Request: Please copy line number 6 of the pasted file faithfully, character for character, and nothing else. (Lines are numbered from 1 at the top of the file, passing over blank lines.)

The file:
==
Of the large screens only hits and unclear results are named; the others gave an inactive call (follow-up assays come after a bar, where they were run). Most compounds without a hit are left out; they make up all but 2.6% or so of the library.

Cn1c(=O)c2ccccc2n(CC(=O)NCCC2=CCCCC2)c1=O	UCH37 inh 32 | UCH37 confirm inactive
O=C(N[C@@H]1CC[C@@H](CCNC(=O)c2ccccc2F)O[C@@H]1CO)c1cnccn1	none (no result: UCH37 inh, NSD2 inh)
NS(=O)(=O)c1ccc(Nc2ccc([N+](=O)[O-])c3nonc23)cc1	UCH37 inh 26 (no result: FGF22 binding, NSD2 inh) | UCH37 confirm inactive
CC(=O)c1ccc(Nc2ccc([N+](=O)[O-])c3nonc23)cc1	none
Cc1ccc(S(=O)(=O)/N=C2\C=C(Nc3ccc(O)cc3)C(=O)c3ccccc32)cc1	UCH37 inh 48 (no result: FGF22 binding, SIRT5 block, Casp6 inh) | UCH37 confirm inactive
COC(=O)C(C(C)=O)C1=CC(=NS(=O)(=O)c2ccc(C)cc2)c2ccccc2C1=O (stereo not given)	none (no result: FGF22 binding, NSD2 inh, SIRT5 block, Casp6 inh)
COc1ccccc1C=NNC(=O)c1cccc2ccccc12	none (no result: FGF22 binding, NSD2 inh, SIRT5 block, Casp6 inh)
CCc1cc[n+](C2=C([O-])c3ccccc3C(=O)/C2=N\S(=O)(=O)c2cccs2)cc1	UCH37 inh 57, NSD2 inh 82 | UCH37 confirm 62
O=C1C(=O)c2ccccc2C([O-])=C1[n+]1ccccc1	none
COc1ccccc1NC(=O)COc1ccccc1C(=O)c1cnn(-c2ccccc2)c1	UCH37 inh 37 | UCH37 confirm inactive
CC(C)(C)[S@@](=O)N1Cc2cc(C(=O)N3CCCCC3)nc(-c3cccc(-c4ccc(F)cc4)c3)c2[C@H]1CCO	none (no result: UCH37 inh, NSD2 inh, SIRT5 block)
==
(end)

Cc1ccc(S(=O)(=O)/N=C2\C=C(Nc3ccc(O)cc3)C(=O)c3ccccc32)cc1	UCH37 inh 48 (no result: FGF22 binding, SIRT5 block, Casp6 inh) | UCH37 confirm inactive